- Xu H, Zhang X, Wang H, et al. Continuous cyclic mechanical tension increases ank expression in endplate chondrocytes through the TGF-β1 and p38 pathway. Eur J Histochem 2013; 57:e28.
- Skubutyte R, Markova D, Freeman TA, et al. Hypoxia-inducible factor regulation of ANK expression in nucleus pulposus cells: possible implications in controlling dystrophic mineralization in the intervertebral disc. Arthritis Rheum 2010; 62:2707.
- Williams CJ, Zhang Y, Timms A, et al. Autosomal dominant familial calcium pyrophosphate dihydrate deposition disease is caused by mutation in the transmembrane protein ANKH. Am J Hum Genet 2002; 71:985.
- Pendleton A, Johnson MD, Hughes A, et al. Mutations in ANKH cause chondrocalcinosis. Am J Hum Genet 2002; 71:933.
- Hughes AE, McGibbon D, Woodward E, et al. Localisation of a gene for chondrocalcinosis to chromosome 5p. Hum Mol Genet 1995; 4:1225.
- Andrew LJ, Brancolini V, de la Pena LS, et al. Refinement of the chromosome 5p locus for familial calcium pyrophosphate dihydrate deposition disease. Am J Hum Genet 1999; 64:136.
- Zhang Y, Johnson K, Russell RG, et al. Association of sporadic chondrocalcinosis with a -4-basepair G-to-A transition in the 5'-untranslated region of ANKH that promotes enhanced expression of ANKH protein and excess generation of extracellular inorganic pyrophosphate. Arthritis Rheum 2005; 52:1110.
- Abhishek A, Doherty S, Maciewicz R, et al. The association between ANKH promoter polymorphism and chondrocalcinosis is independent of age and osteoarthritis: results of a case-control study. Arthritis Res Ther 2014; 16:R25.
- Uzuki M, Sawai T, Ryan LM, et al. Upregulation of ANK protein expression in joint tissue in calcium pyrophosphate dihydrate crystal deposition disease. J Rheumatol 2014; 41:65.
- Dalbeth N, Haskard DO. Pathophysiology of crystal-induced arthritis. In: Crystal-Induced Arthropathies: Gout, Pseudogout, and Apatite-Associated Syndromes, Wortmann RL, Schumacher HR Jr, Becker MA, Ryan LM (Eds), Taylor & Francis Group, New York 2006. p.239.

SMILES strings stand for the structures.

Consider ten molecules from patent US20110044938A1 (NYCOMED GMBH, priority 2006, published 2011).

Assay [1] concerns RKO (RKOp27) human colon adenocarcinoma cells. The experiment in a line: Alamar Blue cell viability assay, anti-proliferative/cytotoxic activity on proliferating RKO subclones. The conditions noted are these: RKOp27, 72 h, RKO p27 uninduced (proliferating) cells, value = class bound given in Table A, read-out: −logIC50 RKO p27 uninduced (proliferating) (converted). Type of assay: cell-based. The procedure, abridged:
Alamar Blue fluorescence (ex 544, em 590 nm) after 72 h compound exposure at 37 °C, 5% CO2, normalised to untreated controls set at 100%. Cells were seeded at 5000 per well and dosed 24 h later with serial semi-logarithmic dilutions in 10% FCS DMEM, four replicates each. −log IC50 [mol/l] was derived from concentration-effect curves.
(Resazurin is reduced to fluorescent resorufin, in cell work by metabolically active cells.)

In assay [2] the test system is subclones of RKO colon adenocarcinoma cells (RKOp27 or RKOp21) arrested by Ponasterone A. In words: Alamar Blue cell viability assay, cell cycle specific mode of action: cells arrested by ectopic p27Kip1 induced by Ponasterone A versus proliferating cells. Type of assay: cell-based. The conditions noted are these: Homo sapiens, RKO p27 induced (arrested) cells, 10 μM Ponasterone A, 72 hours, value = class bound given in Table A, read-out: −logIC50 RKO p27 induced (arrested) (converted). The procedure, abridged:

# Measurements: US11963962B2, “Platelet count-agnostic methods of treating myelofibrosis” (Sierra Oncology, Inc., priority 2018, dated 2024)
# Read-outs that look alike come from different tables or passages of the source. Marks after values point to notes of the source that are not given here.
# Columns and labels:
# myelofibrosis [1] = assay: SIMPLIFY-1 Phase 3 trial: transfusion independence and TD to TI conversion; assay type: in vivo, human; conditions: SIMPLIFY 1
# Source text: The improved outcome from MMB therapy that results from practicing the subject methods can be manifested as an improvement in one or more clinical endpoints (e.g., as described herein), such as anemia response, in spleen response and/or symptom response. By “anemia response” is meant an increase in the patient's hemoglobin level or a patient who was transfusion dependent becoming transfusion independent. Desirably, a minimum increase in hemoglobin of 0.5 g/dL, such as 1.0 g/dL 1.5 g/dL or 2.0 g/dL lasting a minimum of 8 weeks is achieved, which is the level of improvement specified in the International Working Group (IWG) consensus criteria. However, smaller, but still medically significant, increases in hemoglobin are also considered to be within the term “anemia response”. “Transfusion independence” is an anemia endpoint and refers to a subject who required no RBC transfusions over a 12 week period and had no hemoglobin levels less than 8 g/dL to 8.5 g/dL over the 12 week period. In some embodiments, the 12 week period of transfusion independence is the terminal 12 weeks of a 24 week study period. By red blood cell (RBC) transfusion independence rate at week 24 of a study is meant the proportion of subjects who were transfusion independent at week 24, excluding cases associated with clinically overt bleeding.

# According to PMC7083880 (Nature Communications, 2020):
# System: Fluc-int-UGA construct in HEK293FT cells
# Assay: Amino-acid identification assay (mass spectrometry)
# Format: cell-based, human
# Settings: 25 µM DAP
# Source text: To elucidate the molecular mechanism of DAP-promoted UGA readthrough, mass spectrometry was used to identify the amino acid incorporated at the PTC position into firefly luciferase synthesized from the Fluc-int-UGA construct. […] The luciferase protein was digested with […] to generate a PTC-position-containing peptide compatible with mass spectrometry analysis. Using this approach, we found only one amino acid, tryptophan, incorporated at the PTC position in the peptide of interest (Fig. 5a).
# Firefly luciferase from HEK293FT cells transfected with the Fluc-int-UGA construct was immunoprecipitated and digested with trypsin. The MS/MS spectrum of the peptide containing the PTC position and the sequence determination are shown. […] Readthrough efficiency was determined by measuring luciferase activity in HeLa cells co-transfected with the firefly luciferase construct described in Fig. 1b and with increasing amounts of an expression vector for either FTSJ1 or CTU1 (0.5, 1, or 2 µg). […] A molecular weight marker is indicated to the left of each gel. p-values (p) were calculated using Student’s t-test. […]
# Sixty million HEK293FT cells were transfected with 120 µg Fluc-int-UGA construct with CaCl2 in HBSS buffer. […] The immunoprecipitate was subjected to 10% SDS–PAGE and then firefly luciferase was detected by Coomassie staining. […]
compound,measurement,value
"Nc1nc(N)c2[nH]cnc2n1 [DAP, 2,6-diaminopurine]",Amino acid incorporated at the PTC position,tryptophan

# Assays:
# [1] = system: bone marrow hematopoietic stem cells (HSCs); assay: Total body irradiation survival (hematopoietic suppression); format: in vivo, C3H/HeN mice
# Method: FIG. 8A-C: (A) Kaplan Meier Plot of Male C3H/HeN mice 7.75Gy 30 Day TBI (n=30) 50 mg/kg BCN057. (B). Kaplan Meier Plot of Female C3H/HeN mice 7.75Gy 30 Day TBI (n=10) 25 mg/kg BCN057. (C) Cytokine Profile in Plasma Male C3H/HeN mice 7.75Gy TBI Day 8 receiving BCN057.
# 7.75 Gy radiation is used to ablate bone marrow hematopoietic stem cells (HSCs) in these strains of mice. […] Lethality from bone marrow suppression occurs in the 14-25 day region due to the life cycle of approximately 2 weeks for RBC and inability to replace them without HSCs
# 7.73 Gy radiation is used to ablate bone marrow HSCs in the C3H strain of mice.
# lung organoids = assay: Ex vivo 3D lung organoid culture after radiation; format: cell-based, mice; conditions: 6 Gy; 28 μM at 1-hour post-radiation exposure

- Martinon F, Pétrilli V, Mayor A, et al. Gout-associated uric acid crystals activate the NALP3 inflammasome. Nature 2006; 440:237.
- Cheung HS, Story MT, McCarty DJ. Mitogenic effects of hydroxyapatite and calcium pyrophosphate dihydrate crystals on cultured mammalian cells. Arthritis Rheum 1984; 27:668.
- Wilkins E, Dieppe P, Maddison P, Evison G. Osteoarthritis and articular chondrocalcinosis in the elderly. Ann Rheum Dis 1983; 42:280.
- Nalbant S, Martinez JA, Kitumnuaypong T, et al. Synovial fluid features and their relations to osteoarthritis severity: new findings from sequential studies. Osteoarthritis Cartilage 2003; 11:50.
- Ryu K, Iriuchishima T, Oshida M, et al. The prevalence of and factors related to calcium pyrophosphate dihydrate crystal deposition in the knee joint. Osteoarthritis Cartilage 2014; 22:975.
- Burt HM, Jackson JK, Rowell J. Calcium pyrophosphate and monosodium urate crystal interactions with neutrophils: effect of crystal size and lipoprotein binding to crystals. J Rheumatol 1989; 16:809.
- Kumagai Y, Watanabe W, Kobayashi A, et al. Inhibitory effect of low density lipoprotein on the inflammation-inducing activity of calcium pyrophosphate dihydrate crystals. J Rheumatol 2001; 28:2674.
- Jones AC, Chuck AJ, Arie EA, et al. Diseases associated with calcium pyrophosphate deposition disease. Semin Arthritis Rheum 1992; 22:188.
- Doherty M, Watt I, Dieppe PA. Localised chondrocalcinosis in post-meniscectomy knees. Lancet 1982; 1:1207.
- Lindén B, Nilsson BE. Chondrocalcinosis following osteochondritis dissecans in the femur condyles. Clin Orthop Relat Res 1978; :223.
- Punzi L, Calò L, Schiavon F, et al. Chondrocalcinosis is a feature of Gitelman's variant of Bartter's syndrome. A new look at the hypomagnesemia associated with calcium pyrophosphate dihydrate crystal deposition disease. Rev Rhum Engl Ed 1998; 65:571.
- Cobeta-Garcia JC, Gascón A, Iglesias E, Estopiñán V. Chondrocalcinosis and Gitelman's syndrome. A new association? Ann Rheum Dis 1998; 57:748.
- Luzar MJ, Altawil B. Pseudogout following intraarticular injection of sodium hyaluronate. Arthritis Rheum 1998; 41:939.
- Disla E, Infante R, Fahmy A, et al. Recurrent acute calcium pyrophosphate dihydrate arthritis following intraarticular hyaluronate injection. Arthritis Rheum 1999; 42:1302.
- Pullman-Mooar S, Mooar P, Sieck M, et al. Are there distinctive inflammatory flares after hylan g-f 20 intraarticular injections? J Rheumatol 2002; 29:2611.
- Geelhoed GW, Kelly TR. Pseudogout as a clue and complication in primary hyperparathyroidism. Surgery 1989; 106:1036.
- Malnick SD, Ariel-Ronen S, Evron E, Sthoeger ZM. Acute pseudogout as a complication of pamidronate. Ann Pharmacother 1997; 31:499.